Health and Fitness Pregnancy

What is group B strep and what are the risks in pregnancy?

Have you heard about group B strep and wondering how you can get a test? Read on for all the details...

Group B strep is present in up to 40 percent of women, but it is something we may not even be aware of, as it is usually harmless and doesn’t present any symptoms. However, it can rarely infect a baby during labour and cause them to be very unwell, so it is worth learning more about during pregnancy to consider the risks, symptoms to look out for and treatment available. Get all the details on group B strep and how to obtain a test below…

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What is Group B Strep?

Group B Strep, or Group B Streptococcus, is a type of bacteria called streptococcal bacteria, that is very common in both men and women. It affects 20 to 40 percent of women, but most people will not realise they have it. However, it can sometimes cause issues in pregnancy and birth, as it could spread to the baby and make them very ill.

Group B Strep can rarely make babies become very ill if they are infected during birth
Photo by Vidal Balielo Jr. on Pexels.com

How can you get a group B strep test?

Group B strep is not routinely tested for or recommended by the NHS, but may be found during tests carried out for another reason, such as a urine test or vaginal swab.

If you are concerned about group B strep, it’s also possible to buy a test privately. Group B Strep Support has more information on where to order yours, along with some recommended services.

What are the risks of group B strep in pregnancy?

If you have group B strep while you’re pregnant your baby will usually be healthy, but there’s a small risk it could spread to them during labour and make them ill. According to the NHS, this happens in about 1 in 1,750 pregnancies. There’s also an extremely small risk you could miscarry or lose your baby.

Around 20 to 40 percent of women have group B strep
Photo by freestocks.org on Pexels.com

What happens if I have Group B Strep in pregnancy?

If tests find group B strep, or you’ve had a baby that’s been affected by it before, you may need extra care and treatment.

You may be advised to speak to your midwife about your birth plan, as they could recommend giving birth in hospital rather than opt for a home birth. You may also be advised to have antibiotics into a vein during labour, as this can significantly reduce the risk of your baby getting ill.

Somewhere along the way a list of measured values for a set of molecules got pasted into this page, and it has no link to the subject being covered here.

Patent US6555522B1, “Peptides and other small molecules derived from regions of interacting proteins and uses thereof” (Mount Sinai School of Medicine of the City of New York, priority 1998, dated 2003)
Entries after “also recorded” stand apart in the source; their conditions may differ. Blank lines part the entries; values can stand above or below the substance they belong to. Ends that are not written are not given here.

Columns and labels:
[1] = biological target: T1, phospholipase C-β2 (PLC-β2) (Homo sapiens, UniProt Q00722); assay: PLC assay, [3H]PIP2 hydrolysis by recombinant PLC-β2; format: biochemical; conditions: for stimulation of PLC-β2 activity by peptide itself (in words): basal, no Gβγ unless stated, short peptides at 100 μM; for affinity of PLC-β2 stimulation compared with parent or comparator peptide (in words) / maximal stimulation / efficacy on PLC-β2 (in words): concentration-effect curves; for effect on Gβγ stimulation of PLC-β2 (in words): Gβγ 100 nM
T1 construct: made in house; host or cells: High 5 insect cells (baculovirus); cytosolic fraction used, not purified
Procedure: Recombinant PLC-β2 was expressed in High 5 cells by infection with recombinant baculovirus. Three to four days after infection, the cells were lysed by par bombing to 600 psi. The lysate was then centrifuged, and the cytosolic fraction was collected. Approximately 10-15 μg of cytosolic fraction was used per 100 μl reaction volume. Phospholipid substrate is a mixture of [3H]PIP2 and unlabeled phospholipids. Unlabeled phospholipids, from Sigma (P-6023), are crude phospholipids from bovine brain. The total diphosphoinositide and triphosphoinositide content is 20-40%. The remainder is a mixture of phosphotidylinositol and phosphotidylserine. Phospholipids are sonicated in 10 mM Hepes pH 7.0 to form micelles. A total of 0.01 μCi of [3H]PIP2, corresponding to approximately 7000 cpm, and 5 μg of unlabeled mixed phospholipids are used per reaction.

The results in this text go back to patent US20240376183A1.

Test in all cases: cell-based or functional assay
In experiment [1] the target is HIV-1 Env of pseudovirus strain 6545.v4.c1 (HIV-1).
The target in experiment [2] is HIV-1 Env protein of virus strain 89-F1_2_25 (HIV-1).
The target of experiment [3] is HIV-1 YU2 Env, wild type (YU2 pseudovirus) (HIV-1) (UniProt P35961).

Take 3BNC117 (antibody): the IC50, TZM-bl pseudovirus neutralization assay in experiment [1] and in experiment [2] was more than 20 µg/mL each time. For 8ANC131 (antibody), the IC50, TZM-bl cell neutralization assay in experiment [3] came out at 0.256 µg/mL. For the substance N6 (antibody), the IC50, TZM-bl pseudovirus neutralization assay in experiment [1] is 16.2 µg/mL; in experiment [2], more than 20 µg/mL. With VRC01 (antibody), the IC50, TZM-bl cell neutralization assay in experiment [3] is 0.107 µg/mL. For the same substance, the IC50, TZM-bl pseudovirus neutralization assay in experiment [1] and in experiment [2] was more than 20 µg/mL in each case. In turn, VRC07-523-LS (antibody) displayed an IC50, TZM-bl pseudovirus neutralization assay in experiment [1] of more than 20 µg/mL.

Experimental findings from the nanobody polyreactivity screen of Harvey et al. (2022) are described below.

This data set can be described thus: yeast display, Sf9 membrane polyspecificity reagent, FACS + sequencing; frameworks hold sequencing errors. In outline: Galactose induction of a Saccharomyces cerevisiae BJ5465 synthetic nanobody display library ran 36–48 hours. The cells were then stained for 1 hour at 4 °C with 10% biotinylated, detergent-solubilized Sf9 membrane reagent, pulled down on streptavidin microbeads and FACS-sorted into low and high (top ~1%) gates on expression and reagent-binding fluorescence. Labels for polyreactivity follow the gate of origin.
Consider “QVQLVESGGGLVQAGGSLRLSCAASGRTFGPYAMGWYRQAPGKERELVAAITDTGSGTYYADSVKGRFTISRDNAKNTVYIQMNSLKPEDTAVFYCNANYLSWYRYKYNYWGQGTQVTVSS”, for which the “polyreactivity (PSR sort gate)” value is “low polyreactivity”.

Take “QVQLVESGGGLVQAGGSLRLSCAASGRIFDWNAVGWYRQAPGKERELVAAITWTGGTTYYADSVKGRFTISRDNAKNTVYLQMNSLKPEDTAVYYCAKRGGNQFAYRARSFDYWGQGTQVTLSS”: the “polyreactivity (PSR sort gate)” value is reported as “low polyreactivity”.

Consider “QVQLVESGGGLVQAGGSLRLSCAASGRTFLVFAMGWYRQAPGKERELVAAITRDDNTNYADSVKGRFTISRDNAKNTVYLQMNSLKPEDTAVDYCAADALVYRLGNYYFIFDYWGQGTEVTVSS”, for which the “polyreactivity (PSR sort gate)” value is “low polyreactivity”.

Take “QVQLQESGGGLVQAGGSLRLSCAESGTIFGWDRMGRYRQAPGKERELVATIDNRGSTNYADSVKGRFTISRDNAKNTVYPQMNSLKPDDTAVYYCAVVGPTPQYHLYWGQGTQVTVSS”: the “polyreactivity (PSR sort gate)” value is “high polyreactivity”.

READ: The lowdown on gestational diabetes – diet, symptoms and test revealed

It may also be recommended that you and your baby stay in hospital for at least 12 hours after giving birth so they can be monitored, but this is not always necessary.

Group B strep in babies:

There’s a small risk that group B strep could spread to your baby and make them very ill if you have had it during pregnancy. This usually happens soon after they’re born, so they may be monitored in hospital for up to 12 hours and given antibiotics if they develop symptoms.

Symptoms of group B strep in babies:

Occasionally, symptoms of a group B strep infection can develop up to three months after birth. Call 999 or go to A&E if your baby gets any of these symptoms:

• being floppy or unresponsive

• grunting when breathing, or working hard to breath when you look at their chest or stomach

• very fast or slow breathing

• a very fast or slow heart rate

• an unusually high or low temperature

• changes in their skin colour or blotchy skin

• not feeding well or vomiting milk up

• an unusually fast or slow heart rate

They may need treatment with antibiotics in hospital immediately.

Risks of group B strep in babies:

Most babies with a group B strep infection make a full recovery if treated. However, some babies may develop serious problems like sepsis or meningitis. According to the NHS, this can cause lasting problems like hearing loss or loss of vision, and sometimes it can be fatal.

The information on this site is not intended to be a substitute for professional medical advice, diagnosis or treatment. Always seek the advice of your GP or midwife if you are concerned about the health of yourself or your child.

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